Possible hybrid threatens native iguanas in Cayman Islands

September 21, 2016
This Sept. 6, 2016 photo provided by Fred Burton at the Cayman Department of the Environment shows a Green Iguana hatchling, right, next to a possible hybrid hatchling, on Grand Cayman Island in the Cayman Islands. Researchers are studying the possible hybrid species that could pose a new risk to a native variety that officials have declared critically endangered, according to the Cayman Department of Environment on Tuesday, Sept. 20, 2016. (Fred Burton/Cayman Department of the Environment via AP)

Researchers are studying a possible hybrid species of iguana found in the Cayman Islands that could pose a new risk to a native variety that officials have declared critically endangered.

Three hatchlings were found on Little Cayman island with a mix of characteristics that normally distinguish the invasive green iguanas and the native Sister Isles rock iguana, the Department of Environment announced Tuesday.

Cross-breeding between green iguanas and rock iguanas had not been considered possible because of genetic differences between the two species but a department statement reporting the discovery called it the "only credible interpretation," in this case.

"Now that it has occurred, perhaps for the first time, this must be considered a new and serious risk for Rock Iguanas throughout the West Indies, wherever the Green Iguanas have invaded," the department said.

A team from Mississippi State University, which caught two of the hatchlings, will be conducting genetic tests to confirm whether they are hybrids.

The hatchlings will be transferred to the San Diego Zoo Institute for Conservation Research, which will rear them and test their fertility.

The rapidly declining Sister Isles rock iguanas are native to Little Cayman and Cayman Brac islands and similar to the endangered blue iguana of Grand Cayman.

Green iguanas, which are native to Central America, are considered a pest throughout much of the Caribbean and in Florida. In June, the Cayman Islands began a pilot program to use hunters and trained dogs to reduce a species that has become an environmentally destructive pest in the British territory.

This Sept. 6, 2016 photo provided by Fred Burton at the Cayman Department of the Environment shows a Green Iguana hatchling, top, next to a possible hybrid hatchling, as they are held by hand on Grand Cayman Island in the Cayman Islands. Researchers are studying the possible hybrid species that could pose a new risk to a native variety that officials have declared critically endangered, according to the Cayman Department of Environment on Tuesday, Sept. 20, 2016. (Fred Burton/Cayman Department of the Environment via AP)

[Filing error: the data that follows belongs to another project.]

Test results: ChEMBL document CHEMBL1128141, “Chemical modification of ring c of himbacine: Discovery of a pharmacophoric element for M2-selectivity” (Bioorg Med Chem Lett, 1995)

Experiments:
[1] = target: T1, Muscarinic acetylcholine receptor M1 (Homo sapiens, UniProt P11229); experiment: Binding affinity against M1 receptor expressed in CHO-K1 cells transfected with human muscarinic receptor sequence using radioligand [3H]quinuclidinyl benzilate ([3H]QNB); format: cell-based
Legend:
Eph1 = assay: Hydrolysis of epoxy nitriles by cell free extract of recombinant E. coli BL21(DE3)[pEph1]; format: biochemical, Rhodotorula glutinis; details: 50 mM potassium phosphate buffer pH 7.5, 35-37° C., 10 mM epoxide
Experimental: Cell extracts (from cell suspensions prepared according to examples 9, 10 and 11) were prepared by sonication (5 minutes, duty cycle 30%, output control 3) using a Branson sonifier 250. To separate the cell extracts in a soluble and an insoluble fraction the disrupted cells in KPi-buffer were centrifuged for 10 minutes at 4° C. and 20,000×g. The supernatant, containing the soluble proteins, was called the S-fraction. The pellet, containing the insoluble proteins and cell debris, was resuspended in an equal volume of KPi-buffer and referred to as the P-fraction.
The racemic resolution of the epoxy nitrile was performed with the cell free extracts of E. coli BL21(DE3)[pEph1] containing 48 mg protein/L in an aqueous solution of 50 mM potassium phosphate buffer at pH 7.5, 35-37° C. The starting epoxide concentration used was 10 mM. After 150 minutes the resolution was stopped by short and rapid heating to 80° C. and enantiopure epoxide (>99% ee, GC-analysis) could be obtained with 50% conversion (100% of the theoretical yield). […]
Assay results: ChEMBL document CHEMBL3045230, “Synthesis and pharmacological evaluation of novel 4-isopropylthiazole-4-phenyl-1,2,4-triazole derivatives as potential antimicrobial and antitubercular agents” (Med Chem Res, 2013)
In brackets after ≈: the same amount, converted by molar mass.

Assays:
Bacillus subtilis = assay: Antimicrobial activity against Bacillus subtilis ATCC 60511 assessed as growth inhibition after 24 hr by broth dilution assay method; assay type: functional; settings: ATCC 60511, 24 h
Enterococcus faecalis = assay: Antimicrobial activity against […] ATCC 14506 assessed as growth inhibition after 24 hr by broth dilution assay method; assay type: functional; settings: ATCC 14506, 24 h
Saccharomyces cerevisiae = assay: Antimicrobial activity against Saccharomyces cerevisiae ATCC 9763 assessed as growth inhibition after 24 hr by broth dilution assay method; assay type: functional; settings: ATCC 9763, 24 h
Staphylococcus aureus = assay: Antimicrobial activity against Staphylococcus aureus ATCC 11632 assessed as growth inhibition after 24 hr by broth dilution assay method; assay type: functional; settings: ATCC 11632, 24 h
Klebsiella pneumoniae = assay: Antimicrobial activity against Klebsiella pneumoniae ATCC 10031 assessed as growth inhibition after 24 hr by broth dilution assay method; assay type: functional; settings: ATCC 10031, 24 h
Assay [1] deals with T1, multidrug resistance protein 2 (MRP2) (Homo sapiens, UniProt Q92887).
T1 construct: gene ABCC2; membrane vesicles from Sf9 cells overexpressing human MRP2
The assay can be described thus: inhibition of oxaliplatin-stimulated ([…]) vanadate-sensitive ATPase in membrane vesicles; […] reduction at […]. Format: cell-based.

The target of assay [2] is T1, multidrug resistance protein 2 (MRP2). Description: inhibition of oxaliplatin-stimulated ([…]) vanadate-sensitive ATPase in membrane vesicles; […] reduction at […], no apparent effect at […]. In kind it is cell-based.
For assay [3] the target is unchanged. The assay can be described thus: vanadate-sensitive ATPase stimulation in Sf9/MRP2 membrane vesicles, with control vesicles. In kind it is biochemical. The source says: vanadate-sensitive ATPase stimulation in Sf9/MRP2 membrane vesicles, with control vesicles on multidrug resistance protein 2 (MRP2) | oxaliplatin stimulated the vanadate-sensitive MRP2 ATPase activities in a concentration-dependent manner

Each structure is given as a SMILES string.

Explore further: Grand Cayman blue iguana: Back from the brink of extinction

Related Stories

Grand Cayman blue iguana: Back from the brink of extinction

July 18, 2011

While thousands of species are threatened with extinction around the globe, efforts to save the Grand Cayman blue iguana represent a rarity in conservation: a chance for complete recovery, according to health experts from ...

Genetically modified mosquitoes released in Cayman Islands

July 28, 2016

The first wave of genetically modified mosquitoes were released Wednesday in the Cayman Islands as part of a new effort to control the insect that spreads Zika and other viruses, officials in the British Island territory ...

Release of altered mosquitoes to start in Cayman Islands

July 7, 2016

An effort to reduce mosquitoes and prevent the spread of viruses such as Zika in the Cayman Islands by releasing genetically altered mosquitoes is to start next week, officials in the British Caribbean territory said Thursday.

Cayman's imperiled blue iguanas on the rebound

August 15, 2012

(AP) — The blue iguana has lived on the rocky shores of Grand Cayman for at least a couple of million years, preening like a miniature turquoise dragon as it soaked in the sun or sheltered inside crevices. Yet having ...

Recommended for you

Understanding how to control 'jumping' genes

June 22, 2018

A team of Texas A&M University and Texas AgriLife Research scientists have made a new discovery of how a single protein, Serrate, plays dual roles in controlling jumping genes.

0 comments

Please sign in to add a comment. Registration is free, and takes less than a minute. Read more

Click here to reset your password.
Sign in to get notified via email when new comments are made.